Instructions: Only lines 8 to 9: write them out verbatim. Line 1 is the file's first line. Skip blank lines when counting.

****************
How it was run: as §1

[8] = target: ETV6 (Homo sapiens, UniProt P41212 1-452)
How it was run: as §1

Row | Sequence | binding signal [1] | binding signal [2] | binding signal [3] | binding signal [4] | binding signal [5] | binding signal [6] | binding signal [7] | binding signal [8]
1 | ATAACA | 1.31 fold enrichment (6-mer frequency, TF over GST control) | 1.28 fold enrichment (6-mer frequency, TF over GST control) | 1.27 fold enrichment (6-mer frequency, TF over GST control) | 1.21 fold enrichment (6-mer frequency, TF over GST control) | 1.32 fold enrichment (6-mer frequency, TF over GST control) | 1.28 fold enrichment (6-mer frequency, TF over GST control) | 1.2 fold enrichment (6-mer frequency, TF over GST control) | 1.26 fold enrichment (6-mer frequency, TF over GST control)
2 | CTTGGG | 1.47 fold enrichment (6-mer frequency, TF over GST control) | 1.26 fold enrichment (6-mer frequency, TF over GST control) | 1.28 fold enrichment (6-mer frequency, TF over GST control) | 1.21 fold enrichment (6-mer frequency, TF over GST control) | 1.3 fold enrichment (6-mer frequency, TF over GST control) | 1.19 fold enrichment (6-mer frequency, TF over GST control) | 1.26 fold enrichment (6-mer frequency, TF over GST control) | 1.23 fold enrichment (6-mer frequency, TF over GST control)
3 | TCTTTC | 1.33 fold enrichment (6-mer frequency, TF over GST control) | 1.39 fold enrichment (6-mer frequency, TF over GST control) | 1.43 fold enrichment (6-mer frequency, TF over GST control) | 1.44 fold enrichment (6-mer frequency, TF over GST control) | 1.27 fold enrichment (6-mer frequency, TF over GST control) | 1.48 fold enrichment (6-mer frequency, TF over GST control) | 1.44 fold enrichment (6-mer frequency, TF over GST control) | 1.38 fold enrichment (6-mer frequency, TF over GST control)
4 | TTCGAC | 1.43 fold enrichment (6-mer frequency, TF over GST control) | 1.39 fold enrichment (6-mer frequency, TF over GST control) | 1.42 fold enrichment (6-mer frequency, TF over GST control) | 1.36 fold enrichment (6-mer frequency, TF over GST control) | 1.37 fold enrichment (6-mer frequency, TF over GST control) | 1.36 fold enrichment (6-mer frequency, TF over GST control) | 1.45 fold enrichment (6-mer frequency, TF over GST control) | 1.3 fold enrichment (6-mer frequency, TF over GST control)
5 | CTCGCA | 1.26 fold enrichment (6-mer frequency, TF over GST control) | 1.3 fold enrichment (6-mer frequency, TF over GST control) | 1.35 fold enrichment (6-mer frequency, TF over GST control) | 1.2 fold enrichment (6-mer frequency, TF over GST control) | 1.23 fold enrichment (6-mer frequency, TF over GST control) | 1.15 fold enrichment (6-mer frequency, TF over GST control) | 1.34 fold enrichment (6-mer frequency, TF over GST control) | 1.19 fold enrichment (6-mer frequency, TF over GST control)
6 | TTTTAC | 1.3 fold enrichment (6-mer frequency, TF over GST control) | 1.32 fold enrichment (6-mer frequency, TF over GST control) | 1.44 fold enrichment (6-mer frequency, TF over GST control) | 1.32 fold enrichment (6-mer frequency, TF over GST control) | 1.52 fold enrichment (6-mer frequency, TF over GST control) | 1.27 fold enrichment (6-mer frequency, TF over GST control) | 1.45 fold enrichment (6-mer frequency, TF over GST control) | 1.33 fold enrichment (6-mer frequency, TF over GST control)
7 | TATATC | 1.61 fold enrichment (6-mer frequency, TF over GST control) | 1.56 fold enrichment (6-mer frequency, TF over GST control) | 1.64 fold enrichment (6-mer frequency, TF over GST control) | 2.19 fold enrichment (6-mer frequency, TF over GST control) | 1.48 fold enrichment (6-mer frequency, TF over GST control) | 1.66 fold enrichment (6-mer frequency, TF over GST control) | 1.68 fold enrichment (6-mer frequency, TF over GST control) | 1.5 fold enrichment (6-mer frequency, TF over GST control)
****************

4 | TTCGAC | 1.43 fold enrichment (6-mer frequency, TF over GST control) | 1.39 fold enrichment (6-mer frequency, TF over GST control) | 1.42 fold enrichment (6-mer frequency, TF over GST control) | 1.36 fold enrichment (6-mer frequency, TF over GST control) | 1.37 fold enrichment (6-mer frequency, TF over GST control) | 1.36 fold enrichment (6-mer frequency, TF over GST control) | 1.45 fold enrichment (6-mer frequency, TF over GST control) | 1.3 fold enrichment (6-mer frequency, TF over GST control)
5 | CTCGCA | 1.26 fold enrichment (6-mer frequency, TF over GST control) | 1.3 fold enrichment (6-mer frequency, TF over GST control) | 1.35 fold enrichment (6-mer frequency, TF over GST control) | 1.2 fold enrichment (6-mer frequency, TF over GST control) | 1.23 fold enrichment (6-mer frequency, TF over GST control) | 1.15 fold enrichment (6-mer frequency, TF over GST control) | 1.34 fold enrichment (6-mer frequency, TF over GST control) | 1.19 fold enrichment (6-mer frequency, TF over GST control)